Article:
Simplex Kettles — An Example of How NOT to Respond to a Customer Complaint

Recently, I won a tea kettle from Simplex Kettles in the UK and was quite excited — until the problems arose. I should say “problem” — singular — because as it turned out there was really only one problem. His name was Graham Tweed, CEO of Simplex Kettles. Someone that I’m sure is in person a really nice guy but who came across very differently in our email exchange regarding my “prize” kettle. So much so that hubby and I are now quite pissed off with him and the company.

First, let me say that the kettle, despite some minor dents, is gorgeous. And we missed on their site that it is not tarnish-proof so have only ourselves to blame there. Trying to be very fair here. On the other hand, we did make sure to select a tea kettle that would work on our hotplates (we don’t have a stove — a trend that is growing here in the U.S. and elsewhere). We took this screenshot from their site on 11 Nov 2013 9:59:39 AM my time showing that it was supposed to work (click on image to enlarge).

A kettle is no good if it’s just pretty, so we had to test it out, following the Simplex instructions very carefully. Sadly, the test didn’t go well and so we contacted Simplex through Facebook. Imagine my surprise when the CEO, Graham Tweed, responded! The company isn’t huge, but they’re not a one-man operation either, so I had expected them to have a social media or PR person who would address customer concerns. A lot of times these people are more diplomatic and are much better at paying attention to what the customer is saying. In this case, it would have been a good idea. You see, this isn’t about the quality of the kettle but rather about the how this company responded to us.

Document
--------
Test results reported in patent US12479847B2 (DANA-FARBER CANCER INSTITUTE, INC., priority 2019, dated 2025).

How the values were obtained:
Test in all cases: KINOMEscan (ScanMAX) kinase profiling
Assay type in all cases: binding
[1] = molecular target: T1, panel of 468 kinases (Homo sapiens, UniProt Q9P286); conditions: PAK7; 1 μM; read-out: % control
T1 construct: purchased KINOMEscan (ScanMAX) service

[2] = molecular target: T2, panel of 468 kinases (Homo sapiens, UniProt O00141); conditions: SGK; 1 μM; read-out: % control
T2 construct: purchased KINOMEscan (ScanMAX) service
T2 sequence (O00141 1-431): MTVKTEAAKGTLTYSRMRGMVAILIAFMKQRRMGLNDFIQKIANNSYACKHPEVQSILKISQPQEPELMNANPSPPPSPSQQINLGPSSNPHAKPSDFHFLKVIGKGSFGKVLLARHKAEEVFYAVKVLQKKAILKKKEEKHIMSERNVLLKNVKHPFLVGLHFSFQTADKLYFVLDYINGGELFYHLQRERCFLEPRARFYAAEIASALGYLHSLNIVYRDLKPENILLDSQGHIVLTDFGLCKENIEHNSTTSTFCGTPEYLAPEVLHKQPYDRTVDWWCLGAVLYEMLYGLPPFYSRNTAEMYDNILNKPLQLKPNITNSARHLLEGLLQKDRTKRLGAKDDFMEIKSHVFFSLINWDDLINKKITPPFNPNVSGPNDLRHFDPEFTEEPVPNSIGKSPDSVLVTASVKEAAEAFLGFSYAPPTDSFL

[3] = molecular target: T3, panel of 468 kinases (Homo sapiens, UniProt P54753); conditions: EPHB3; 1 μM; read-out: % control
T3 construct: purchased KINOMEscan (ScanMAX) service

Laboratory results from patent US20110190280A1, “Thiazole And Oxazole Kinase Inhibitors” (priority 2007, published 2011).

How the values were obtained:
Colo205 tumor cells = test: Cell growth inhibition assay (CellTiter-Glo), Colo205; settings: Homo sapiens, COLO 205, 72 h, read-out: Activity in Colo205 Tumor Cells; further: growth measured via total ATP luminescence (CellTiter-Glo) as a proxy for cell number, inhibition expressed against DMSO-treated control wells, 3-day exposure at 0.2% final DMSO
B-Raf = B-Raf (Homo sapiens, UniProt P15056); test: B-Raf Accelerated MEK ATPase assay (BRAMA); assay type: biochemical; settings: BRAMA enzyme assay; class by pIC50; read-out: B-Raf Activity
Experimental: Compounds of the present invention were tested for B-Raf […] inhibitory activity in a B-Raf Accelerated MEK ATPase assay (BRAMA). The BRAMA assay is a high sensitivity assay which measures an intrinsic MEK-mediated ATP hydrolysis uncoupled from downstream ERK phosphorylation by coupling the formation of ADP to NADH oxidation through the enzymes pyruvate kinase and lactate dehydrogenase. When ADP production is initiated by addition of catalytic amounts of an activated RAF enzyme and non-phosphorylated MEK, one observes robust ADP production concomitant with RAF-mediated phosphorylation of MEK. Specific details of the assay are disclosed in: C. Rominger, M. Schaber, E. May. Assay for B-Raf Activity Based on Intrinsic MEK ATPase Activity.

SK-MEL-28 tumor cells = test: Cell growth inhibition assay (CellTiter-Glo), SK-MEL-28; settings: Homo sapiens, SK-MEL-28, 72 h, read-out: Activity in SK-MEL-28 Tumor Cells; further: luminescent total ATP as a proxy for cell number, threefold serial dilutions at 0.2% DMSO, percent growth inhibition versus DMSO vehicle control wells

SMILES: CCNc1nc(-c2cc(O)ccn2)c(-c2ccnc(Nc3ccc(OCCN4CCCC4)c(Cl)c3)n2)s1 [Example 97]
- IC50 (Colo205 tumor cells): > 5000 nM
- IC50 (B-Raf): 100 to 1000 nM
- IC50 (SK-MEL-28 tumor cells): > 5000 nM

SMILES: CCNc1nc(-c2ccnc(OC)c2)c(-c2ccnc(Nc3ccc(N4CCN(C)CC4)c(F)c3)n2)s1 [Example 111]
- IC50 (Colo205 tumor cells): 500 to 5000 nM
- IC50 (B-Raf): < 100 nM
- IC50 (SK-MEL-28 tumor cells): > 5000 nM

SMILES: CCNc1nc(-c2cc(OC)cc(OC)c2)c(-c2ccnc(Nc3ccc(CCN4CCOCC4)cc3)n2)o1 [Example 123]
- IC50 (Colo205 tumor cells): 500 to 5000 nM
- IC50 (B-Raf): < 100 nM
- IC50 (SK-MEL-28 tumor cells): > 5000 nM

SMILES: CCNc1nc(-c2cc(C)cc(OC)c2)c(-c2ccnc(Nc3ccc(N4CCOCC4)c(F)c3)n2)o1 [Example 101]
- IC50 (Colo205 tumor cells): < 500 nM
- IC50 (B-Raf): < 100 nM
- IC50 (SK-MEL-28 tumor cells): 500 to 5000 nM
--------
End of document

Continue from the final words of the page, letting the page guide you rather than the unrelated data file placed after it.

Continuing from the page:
It’s kind of tough to write this. We were so happy to win their contest and even more happy when the prize kettle arrived. We had hoped this item would be all that the company site said it was. It wasn’t and the CEO didn’t like hearing that. First, he blamed the hotplate, sending reviews he found somewhere online saying how bad it worked (we had to point out that it worked fine with our other kettle). Then it seems WE were the problem, using their kettle wrong. At my age I’ve used lots of kettles. Again, I think the real problem was Tweed answering my Facebook message. It was Sunday but he could have waited and let that more diplomatic person handle things. Just a thought. And answering via his cell phone meant he probably didn’t read my messages thoroughly (some of his responses were non-sequitor) and the brevity of his responses made them seem terse.

Oh well, our tried and true tea kettle will serve us just fine until we found a truly usable replacement.

One final note: Online shopping, especially from companies based in another country, are a bit risky with the biggest issue being customer complaints. Avenues of recourse available to us here when buying from a U.S.-based company do not apply to these other offshore firms.

© 2013 A.C. Cargill photos and text


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